ANGLOSIKH TREATIES (LAHORE, 9 and 11 March 1846). After the end of the first Anglo Sikh war, the British governor general, Lord Harding, entered the Sikh capital on 20 February 1846, and on 9 March imposed upon the young Maharaja Duleep Singh, then aged seven and a half years, a
BUDDH SINGH (d. 1816), son of Khushhal Singh, nephew of the leader of the Dal Khalsa, Nawab Kapur Singh, succeeded his father as head of the Singhpuria misl. He inherited territories in the Bart Doab, the Jalandhar Doab and in the province of Sirhind. He built a fort at
DESU SINGH, BHAI (d. 1781), was the second of the five sons of Bhai Gurbakhsh Singh of the well known Bhai family, deriving its name from the celebrated Bhai Bhagatu, contemporary of three successor Gurus, Guru Arjan, Guru Hargobind and Guru Har Rai. According to Bhai Santokh Singh, Garb
MUL RAJ, DIWAN, governor of Hazara during Sikh times, was connected through family lies with Misr Beli Ram, an influential courtier. During the prime ministership of Raja Hira Singh (1843-44) when Misr Beli Ram was imprisoned, Diwan Mul Raj too was suspected of disloyalty towards the State. He was placed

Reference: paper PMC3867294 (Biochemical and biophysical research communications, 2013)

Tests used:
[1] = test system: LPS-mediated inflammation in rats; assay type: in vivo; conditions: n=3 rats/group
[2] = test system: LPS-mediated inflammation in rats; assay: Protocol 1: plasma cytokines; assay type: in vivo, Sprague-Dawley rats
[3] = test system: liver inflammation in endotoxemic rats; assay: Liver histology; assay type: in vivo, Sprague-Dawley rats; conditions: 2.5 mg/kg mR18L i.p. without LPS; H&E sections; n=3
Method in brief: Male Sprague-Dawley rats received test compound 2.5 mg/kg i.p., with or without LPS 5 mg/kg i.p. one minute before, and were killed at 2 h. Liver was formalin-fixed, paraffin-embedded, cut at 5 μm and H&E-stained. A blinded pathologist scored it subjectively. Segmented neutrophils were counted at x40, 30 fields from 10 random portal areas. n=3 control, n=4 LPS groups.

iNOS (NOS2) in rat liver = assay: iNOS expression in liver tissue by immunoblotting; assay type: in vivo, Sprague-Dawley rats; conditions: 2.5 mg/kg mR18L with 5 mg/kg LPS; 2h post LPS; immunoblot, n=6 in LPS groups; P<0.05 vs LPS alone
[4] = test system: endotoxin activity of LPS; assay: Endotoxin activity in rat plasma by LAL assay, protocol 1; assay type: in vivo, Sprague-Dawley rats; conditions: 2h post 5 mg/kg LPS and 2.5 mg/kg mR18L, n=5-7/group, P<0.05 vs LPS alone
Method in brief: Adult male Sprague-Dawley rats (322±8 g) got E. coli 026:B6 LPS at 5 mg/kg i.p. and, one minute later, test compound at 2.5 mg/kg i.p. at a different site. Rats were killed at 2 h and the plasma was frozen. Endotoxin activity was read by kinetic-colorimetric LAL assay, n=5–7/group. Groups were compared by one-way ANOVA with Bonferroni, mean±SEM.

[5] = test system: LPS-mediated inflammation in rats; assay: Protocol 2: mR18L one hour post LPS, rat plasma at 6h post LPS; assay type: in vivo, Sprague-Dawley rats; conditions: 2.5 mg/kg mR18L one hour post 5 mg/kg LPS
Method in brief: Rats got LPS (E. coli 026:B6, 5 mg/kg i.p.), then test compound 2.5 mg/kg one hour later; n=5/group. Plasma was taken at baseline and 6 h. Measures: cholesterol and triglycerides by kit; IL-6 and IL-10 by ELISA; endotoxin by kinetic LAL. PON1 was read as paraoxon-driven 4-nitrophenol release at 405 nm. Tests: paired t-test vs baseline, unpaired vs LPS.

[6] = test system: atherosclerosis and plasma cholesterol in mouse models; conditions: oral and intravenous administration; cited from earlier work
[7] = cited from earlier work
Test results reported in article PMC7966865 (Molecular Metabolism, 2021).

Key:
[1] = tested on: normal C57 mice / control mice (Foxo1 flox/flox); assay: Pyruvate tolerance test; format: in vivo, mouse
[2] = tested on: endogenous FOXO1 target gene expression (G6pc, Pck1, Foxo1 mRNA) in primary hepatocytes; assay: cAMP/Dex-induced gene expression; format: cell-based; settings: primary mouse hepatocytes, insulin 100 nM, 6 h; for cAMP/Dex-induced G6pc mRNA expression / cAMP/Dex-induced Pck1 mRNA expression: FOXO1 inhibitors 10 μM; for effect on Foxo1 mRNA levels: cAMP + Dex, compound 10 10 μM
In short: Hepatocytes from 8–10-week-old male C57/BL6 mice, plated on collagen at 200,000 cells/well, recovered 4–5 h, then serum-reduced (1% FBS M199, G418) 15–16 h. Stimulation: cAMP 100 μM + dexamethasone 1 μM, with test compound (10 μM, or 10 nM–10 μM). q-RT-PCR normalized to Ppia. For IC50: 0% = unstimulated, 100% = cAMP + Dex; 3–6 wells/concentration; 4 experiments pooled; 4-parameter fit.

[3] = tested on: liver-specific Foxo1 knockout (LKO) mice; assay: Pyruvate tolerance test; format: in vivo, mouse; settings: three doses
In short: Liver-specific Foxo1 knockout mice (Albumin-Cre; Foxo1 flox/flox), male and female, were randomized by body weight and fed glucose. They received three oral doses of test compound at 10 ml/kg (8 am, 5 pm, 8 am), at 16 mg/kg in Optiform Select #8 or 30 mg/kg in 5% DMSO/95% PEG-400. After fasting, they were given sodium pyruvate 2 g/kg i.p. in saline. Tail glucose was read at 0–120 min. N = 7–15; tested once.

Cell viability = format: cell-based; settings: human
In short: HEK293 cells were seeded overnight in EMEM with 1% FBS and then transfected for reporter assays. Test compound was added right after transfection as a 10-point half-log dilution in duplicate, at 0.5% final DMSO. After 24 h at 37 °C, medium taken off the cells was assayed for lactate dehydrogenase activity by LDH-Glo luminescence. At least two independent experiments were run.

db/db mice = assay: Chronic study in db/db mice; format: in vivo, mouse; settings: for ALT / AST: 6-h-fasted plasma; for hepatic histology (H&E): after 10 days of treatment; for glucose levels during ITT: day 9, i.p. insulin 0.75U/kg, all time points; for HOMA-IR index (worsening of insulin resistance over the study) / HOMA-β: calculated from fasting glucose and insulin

RAKHI SYSTEM, the arrangement whereby the Dal Khalsa during the middecades of the eighteenth century established their sway over territories not under their direct occupation. Rakhi, lit. `protection` or `vigilance,` referred to the cess levied by the Dal Khalsa upon villages which sought their protection against aggression or molestation in
TARA SINGH GHAIBA (1717-1807), chief of the Dallevalia clan, named after the village of Dalleval to which its founder, Gulab Singh, belonged. Tara Singh was a shepherd turned out law who joined Gulab Singh Dallevalia in his plundering raids. His dexterity in lifting cattle and flocks of sheep and
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